Why do this problem?
The Tower of Hanoi is a well-known mathematical problem which yields some very interesting number patterns. This version of the problem involves a significant 'final challenge' which can either be tackled on its own or after working on a set of related 'building blocks' designed to lead students to helpful insights.
Initially working on the building blocks gives students the opportunity to then work on harder mathematical challenges than they might otherwise attempt.
The problem is structured in a way that makes it ideal for students to work on in small groups.
An alternative version of this problem, with videos showing the most efficient way to move the discs, can be found here.
Start by explaining how the Tower of Hanoi game works, making clear the rules that only one disc can be moved at a time, and that a disc can never be placed on top of a smaller disc.
Hand out a set of building block cards
to groups of three or four students. (The final challenge will need to be removed to be handed out later.) Within groups, there are several ways of structuring the task, depending on how experienced the students are at working together.
Each student, or pair of students, could be given their own building block to work on. After they have had an opportunity to make progress on their question, encourage them to share their findings with each other and work together on each other's tasks.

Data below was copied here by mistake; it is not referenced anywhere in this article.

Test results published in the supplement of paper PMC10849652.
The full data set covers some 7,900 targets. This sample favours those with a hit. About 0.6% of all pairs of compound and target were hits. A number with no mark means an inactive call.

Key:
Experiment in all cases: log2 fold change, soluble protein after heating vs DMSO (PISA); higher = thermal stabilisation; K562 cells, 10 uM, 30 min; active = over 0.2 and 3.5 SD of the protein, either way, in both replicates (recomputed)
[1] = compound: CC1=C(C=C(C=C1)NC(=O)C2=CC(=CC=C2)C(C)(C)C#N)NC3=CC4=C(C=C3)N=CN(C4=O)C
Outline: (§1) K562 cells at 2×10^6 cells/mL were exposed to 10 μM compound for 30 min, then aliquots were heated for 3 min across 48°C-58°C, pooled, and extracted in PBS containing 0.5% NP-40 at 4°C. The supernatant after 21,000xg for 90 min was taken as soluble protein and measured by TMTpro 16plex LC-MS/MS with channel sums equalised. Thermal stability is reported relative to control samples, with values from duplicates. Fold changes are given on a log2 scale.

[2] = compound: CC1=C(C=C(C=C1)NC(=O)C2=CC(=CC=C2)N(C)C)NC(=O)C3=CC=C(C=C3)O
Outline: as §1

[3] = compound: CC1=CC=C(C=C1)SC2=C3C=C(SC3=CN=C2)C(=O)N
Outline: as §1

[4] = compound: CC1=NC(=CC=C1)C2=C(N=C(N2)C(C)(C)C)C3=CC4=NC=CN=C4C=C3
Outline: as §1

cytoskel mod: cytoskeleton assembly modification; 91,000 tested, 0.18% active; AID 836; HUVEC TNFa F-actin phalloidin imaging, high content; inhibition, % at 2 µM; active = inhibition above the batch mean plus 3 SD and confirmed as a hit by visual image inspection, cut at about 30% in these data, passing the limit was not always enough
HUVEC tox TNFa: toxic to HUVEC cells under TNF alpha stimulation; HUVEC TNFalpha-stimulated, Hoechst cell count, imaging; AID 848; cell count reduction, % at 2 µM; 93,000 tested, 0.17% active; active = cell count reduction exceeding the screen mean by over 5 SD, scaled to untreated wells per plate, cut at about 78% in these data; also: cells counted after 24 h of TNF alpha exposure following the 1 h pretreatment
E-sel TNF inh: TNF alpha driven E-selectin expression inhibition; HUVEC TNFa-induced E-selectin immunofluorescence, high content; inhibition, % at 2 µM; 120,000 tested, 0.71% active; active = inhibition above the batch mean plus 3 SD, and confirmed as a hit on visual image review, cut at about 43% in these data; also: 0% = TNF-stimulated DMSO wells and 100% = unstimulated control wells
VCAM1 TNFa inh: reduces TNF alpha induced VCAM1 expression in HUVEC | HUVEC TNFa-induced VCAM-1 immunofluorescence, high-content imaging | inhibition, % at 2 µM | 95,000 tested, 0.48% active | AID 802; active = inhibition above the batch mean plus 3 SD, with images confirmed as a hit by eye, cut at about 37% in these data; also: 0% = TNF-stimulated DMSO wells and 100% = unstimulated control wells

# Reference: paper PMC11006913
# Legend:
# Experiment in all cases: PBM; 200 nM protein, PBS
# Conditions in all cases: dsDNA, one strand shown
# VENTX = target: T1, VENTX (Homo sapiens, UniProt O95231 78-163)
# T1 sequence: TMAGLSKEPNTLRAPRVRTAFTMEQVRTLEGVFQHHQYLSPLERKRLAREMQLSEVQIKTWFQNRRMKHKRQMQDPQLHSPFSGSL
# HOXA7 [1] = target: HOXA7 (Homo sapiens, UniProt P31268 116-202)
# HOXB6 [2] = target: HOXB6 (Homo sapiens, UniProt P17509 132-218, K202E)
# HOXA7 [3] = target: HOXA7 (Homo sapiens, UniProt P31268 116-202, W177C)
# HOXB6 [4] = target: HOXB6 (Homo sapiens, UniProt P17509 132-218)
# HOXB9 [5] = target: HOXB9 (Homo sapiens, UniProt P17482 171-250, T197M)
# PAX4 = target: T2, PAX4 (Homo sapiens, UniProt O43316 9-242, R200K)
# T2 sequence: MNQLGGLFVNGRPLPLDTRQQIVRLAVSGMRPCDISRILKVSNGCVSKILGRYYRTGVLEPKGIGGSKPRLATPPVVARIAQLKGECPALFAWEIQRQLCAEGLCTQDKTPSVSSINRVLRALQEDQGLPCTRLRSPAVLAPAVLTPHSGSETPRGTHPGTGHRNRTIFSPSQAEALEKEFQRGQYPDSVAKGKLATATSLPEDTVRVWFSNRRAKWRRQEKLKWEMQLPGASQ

Alternatively, the whole group could work together on all the building blocks, ensuring that the group doesn't move on until everyone understands. The complete problem
is available on a worksheet.
When everyone in the group is satisfied that they have explored in detail the challenges in the building blocks, hand out the final challenge.
The teacher's role is to challenge groups to explain and justify their mathematical thinking, so that all members of the group are in a position to contribute to the solution of the challenge.
It is important to set aside some time at the end for students to share and compare their findings and explanations, whether through discussion or by providing a written record of what they did.
What important mathematical insights does my building block give me?
How can these insights help the group tackle the final challenge?
Of course, students could be offered the Final Challenge without seeing any of the building blocks.
Encourage groups not to move on until everyone in the group understands. The building blocks could be distributed within groups in a way that plays to the strengths of particular students.